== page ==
Morocco is home to Andalusian classical music that is found throughout
North Africa. It probably evolved under the Moors in Cordoba, and the
Persian-born musician Ziryab is usually credited with its invention.
Ziryab invented the nuba, a suite which forms the basis of
al-âla, the primary form of Andalusian classical music today,
along with Gharnati and Malhun.
There used to be twenty-four nuba linked to each hour of the day, but
only four nuba have survived in their entirety, and seven in
fragmentary form. An entire nuba can last six or seven hours and are
divided into five parts called mizan, each with a corresponding rhythm.
The rhythms occur in the following order in a complete nuba:
Each mizan begins with instrumental preludes called either tuashia,
m'shaliya or bughya, followed by as many as twenty songs (sana'a) in
the entire mizan.
Andalusian classical schools are spread across Morocco, having left
Spain when the Moors and Jews were driven out of the country.
Valencia's school is now in Fez, while Granada's is located in Tetouan
and Chefchaouen. Cities like Tangier and Meknes have their own
orchestras as well.
Jews in Morocco played an important role in the perpetuation of this
oral tradition. In fact, the late Rabbi David Bouzaglo was known to
have a conservatory of sorts in Casablanca where a number of Arab and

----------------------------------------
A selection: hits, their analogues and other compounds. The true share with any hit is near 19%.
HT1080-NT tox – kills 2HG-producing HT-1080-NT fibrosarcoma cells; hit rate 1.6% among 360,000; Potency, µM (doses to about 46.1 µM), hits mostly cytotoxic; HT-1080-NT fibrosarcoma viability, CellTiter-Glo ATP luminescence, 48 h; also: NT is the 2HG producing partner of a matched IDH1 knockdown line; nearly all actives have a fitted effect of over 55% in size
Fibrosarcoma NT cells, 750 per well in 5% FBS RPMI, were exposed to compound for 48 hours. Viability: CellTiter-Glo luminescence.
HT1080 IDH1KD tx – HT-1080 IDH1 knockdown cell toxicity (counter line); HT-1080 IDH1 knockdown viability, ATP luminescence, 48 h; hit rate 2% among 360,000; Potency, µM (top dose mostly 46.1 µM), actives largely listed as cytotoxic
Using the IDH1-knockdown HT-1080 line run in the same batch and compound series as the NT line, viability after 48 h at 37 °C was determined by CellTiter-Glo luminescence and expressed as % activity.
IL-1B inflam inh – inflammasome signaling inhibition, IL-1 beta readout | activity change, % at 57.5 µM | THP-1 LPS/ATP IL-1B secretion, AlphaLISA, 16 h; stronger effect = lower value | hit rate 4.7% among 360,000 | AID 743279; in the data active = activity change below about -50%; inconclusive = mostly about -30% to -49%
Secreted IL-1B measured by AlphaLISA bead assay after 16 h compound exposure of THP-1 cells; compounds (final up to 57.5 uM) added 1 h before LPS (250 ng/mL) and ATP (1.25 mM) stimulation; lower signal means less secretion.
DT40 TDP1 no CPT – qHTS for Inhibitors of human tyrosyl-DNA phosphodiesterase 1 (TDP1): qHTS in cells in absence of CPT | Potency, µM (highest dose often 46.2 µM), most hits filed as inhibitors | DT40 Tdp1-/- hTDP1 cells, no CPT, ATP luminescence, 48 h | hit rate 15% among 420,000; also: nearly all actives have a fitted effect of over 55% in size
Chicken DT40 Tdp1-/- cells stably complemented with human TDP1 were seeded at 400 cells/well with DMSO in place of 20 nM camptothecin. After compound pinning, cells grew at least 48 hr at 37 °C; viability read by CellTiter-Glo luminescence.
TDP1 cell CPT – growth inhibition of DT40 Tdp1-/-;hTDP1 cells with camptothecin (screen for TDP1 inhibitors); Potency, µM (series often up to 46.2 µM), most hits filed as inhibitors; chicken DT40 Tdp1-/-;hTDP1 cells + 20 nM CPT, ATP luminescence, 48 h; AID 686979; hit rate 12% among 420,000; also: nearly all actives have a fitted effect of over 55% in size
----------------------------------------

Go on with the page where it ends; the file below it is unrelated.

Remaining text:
Jewish musicians trained in al-Ala.
Andalusian classical music uses instruments including oud (lute), rabab
(fiddle), darbouka (goblet drums), taarija (tambourine), qanún
(zither) and kamenjah (violin). Other instruments have included pianos,
banjos and clarinets, though none of these instruments lasted for long.
Andalusian classical music orchestras are spread across the country,
including the cities of Fez, Tetouan, Chaouen, Tangier, Meknes, Rabat
Gharnati is found in both Morocco and Algeria, primarily popular in
Rabat and Oujda in Morocco. It is arranged in nuba like al-âla;
there are four unfinished nuba and twelve complete ones. Orchestras
consist of kvîtra, mandolin, banjo, oud and kamenjah. The word
"Gharnati" comes from the Andalusian city of Granada.
There are three varieties of Berber folk music: village and ritual
music, and the music performed by professional musicians.
Village music is performed collectively for dancing, including ahidus
and ahouach dances. Instruments include flutes and drums. These dances
begin with a chanted prayer. Ritual music is performed at regular
ceremonies to celebrate marriages and other important life events.
Ritual music is also used as protection against evil spirits.
Professional musicians (imdyazn) travel in groups of four, led by a
poet (amydaz). The amydaz performs improvised poems, often accompanied
by drums and rabab (a one-stringed fiddle), along with a bou oughanim
who plays a double clarinet and acts as a clown for the group.
The Chleuh Berbers have professional musicians called rwais who play in
ensembles consisting of lutes, rababs and cymbals, with any number of